Psalm 55

Psalm 55  •  2 min. read  •  grade level: 7
This Psalm still like the preceding ones contemplates the lawless or willful king and his faction. Some of it is the utterance of the Lord Jesus in contemplation of the treachery of Judas and the faction that followed him.1 Ultimately it is the lawless one, or some other confederate with him, felt and pleaded against by the godly Remnant in the latter days who are betrayed by him, as Jesus was by Judas. For looked at as a Jew, or one of God’s nation, Jesus was the Remnant in His day. But this Psalm is also the utterance, in his measure, of David himself, under the craft and treason of Ahithophel in company with Absalom. (See 2 Sam. 15-16.) John 13:2121When Jesus had thus said, he was troubled in spirit, and testified, and said, Verily, verily, I say unto you, that one of you shall betray me. (John 13:21), shows us how deeply the Lord felt the conduct of Judas, as this Psalm does; as also Psalm 41. But His relief was in prayer (Psa. 55:16-1716As for me, I will call upon God; and the Lord shall save me. 17Evening, and morning, and at noon, will I pray, and cry aloud: and he shall hear my voice. (Psalm 55:16‑17); see also Psa. 69:1313But as for me, my prayer is unto thee, O Lord, in an acceptable time: O God, in the multitude of thy mercy hear me, in the truth of thy salvation. (Psalm 69:13)).
Israel took their character from Judas then. (Acts 1:1616Men and brethren, this scripture must needs have been fulfilled, which the Holy Ghost by the mouth of David spake before concerning Judas, which was guide to them that took Jesus. (Acts 1:16).) He led and represented them. So will the nation be confederate with the lawless one by and by, and the godly Remnant, like Jesus, will find “violence and strife in the city” (Psa. 55:99Destroy, O Lord, and divide their tongues: for I have seen violence and strife in the city. (Psalm 55:9)).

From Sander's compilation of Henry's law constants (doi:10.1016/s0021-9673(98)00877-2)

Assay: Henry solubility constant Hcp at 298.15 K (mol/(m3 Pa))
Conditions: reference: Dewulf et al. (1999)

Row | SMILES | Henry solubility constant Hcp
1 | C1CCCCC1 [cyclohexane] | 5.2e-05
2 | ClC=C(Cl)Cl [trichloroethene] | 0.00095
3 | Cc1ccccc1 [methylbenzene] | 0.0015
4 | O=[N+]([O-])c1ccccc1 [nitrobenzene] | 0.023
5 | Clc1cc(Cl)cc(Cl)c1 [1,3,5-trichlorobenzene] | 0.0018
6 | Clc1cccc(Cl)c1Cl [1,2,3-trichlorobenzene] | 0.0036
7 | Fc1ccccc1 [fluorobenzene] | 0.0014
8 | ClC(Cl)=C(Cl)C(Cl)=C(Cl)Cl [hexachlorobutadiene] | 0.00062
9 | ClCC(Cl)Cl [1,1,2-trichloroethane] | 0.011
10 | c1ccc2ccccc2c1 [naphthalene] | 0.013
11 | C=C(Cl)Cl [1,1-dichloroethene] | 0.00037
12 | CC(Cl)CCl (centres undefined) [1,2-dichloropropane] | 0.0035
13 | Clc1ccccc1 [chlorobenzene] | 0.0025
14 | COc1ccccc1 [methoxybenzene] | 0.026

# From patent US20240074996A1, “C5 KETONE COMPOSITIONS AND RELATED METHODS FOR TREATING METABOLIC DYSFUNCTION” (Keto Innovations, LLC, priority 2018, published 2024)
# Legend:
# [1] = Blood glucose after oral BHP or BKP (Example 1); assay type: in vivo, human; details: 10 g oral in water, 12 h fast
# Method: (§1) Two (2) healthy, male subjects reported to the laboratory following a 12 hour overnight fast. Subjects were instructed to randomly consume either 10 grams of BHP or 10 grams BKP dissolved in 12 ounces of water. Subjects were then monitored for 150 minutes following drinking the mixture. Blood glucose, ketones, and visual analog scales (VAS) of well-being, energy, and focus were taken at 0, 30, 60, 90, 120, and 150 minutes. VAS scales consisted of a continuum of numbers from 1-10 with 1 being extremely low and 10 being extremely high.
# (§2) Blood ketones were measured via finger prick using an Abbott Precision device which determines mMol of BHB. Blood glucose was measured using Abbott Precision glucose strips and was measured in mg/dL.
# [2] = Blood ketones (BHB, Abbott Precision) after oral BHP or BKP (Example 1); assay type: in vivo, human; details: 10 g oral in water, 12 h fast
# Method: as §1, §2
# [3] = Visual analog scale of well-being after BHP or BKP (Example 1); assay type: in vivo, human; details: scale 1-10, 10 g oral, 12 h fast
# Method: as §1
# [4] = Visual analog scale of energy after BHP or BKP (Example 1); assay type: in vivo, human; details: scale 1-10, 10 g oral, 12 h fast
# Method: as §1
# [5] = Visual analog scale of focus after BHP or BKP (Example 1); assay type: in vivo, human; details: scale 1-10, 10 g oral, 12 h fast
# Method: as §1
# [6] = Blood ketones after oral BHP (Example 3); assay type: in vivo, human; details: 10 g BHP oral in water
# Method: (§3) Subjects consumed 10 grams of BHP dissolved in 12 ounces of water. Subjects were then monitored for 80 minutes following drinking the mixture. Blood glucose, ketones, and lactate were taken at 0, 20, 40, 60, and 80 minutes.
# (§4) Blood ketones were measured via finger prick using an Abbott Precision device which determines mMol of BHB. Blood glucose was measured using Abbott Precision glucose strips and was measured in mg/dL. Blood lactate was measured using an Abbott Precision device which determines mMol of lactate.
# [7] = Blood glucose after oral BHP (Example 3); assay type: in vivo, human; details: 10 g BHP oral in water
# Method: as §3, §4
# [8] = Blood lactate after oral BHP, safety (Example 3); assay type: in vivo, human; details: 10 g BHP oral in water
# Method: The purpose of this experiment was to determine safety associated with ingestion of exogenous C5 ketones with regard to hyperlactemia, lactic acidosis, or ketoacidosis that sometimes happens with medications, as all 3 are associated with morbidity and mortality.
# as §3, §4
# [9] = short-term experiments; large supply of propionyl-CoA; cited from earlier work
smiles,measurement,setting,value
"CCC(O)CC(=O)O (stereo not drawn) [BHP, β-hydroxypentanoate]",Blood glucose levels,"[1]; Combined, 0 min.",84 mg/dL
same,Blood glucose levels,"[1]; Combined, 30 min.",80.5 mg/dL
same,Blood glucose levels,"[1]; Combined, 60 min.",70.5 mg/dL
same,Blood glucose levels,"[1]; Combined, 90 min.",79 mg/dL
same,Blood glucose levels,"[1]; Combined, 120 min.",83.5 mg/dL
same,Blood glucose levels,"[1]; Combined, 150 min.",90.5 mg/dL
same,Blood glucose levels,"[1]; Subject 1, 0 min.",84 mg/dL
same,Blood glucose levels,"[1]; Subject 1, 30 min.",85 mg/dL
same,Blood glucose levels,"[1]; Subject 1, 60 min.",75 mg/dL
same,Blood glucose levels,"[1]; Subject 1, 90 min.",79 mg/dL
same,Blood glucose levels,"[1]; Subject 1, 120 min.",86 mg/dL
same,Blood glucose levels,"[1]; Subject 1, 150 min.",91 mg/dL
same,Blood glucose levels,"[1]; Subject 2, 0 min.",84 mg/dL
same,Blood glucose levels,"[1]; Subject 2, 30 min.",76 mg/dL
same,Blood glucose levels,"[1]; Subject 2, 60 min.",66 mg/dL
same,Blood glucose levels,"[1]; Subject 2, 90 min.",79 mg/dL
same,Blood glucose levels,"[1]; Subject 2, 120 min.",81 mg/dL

We may observe that the strong thought in this Psalm is this: that the city is worse even than a wilderness. For if the afflicted one here could have done so, he would have exchanged the former for the latter. But what a view of man does this give us! He makes his place more terrible than the haunts of wild beasts! For “the city” is man’s place. And through human strife and fraud and violence, it becomes worse than the place of the untamed creatures. In this state, man is likened by the Spirit to the fiercer beasts of the desert. (Dan. 7, Rev. 13.) And all of us should have this sense of what man and his place is. Jesus found it to be so, and His relief was only in God. And He could say to God, though in this place of man, “thou hast shown me marvelous kindness in a large city.” But by and by, this city of man will be thrown down (Psa. 55:2323But thou, O God, shalt bring them down into the pit of destruction: bloody and deceitful men shall not live out half their days; but I will trust in thee. (Psalm 55:23), Rev. 16:1919And the great city was divided into three parts, and the cities of the nations fell: and great Babylon came in remembrance before God, to give unto her the cup of the wine of the fierceness of his wrath. (Revelation 16:19)), and place made for God’s city, where all will be peace and joy.
1. NOTE—See the observations on Psa. 27 as to a part of some Psalms, and not the whole being the language of Christ.